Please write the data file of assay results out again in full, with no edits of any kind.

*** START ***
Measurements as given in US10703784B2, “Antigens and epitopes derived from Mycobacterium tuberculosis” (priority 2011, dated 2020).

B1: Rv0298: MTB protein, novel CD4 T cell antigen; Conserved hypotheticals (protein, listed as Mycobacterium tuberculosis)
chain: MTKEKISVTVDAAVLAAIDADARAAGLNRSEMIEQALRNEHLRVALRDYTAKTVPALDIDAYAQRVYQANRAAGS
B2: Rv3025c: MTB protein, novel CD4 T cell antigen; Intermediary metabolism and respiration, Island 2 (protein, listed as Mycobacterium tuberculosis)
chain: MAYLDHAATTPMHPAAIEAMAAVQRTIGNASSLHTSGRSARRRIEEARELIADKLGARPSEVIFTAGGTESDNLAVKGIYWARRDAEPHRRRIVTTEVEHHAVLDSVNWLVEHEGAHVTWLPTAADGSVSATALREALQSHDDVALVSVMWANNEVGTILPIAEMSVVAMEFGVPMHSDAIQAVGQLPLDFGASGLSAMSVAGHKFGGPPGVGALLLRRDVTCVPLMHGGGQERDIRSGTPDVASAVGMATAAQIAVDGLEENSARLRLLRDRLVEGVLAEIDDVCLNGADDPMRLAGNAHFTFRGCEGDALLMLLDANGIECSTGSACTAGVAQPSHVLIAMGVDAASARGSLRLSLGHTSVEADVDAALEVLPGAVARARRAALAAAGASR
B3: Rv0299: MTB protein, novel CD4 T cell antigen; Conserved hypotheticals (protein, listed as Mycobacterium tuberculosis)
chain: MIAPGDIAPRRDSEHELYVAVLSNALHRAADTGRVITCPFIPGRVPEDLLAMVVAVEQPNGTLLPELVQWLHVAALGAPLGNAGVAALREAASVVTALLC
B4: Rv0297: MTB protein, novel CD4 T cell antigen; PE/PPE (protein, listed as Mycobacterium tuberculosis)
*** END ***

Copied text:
Measurements as given in US10703784B2, “Antigens and epitopes derived from Mycobacterium tuberculosis” (priority 2011, dated 2020).

B1: Rv0298: MTB protein, novel CD4 T cell antigen; Conserved hypotheticals (protein, listed as Mycobacterium tuberculosis)
chain: MTKEKISVTVDAAVLAAIDADARAAGLNRSEMIEQALRNEHLRVALRDYTAKTVPALDIDAYAQRVYQANRAAGS
B2: Rv3025c: MTB protein, novel CD4 T cell antigen; Intermediary metabolism and respiration, Island 2 (protein, listed as Mycobacterium tuberculosis)
chain: MAYLDHAATTPMHPAAIEAMAAVQRTIGNASSLHTSGRSARRRIEEARELIADKLGARPSEVIFTAGGTESDNLAVKGIYWARRDAEPHRRRIVTTEVEHHAVLDSVNWLVEHEGAHVTWLPTAADGSVSATALREALQSHDDVALVSVMWANNEVGTILPIAEMSVVAMEFGVPMHSDAIQAVGQLPLDFGASGLSAMSVAGHKFGGPPGVGALLLRRDVTCVPLMHGGGQERDIRSGTPDVASAVGMATAAQIAVDGLEENSARLRLLRDRLVEGVLAEIDDVCLNGADDPMRLAGNAHFTFRGCEGDALLMLLDANGIECSTGSACTAGVAQPSHVLIAMGVDAASARGSLRLSLGHTSVEADVDAALEVLPGAVARARRAALAAAGASR
B3: Rv0299: MTB protein, novel CD4 T cell antigen; Conserved hypotheticals (protein, listed as Mycobacterium tuberculosis)
chain: MIAPGDIAPRRDSEHELYVAVLSNALHRAADTGRVITCPFIPGRVPEDLLAMVVAVEQPNGTLLPELVQWLHVAALGAPLGNAGVAALREAASVVTALLC
B4: Rv0297: MTB protein, novel CD4 T cell antigen; PE/PPE (protein, listed as Mycobacterium tuberculosis)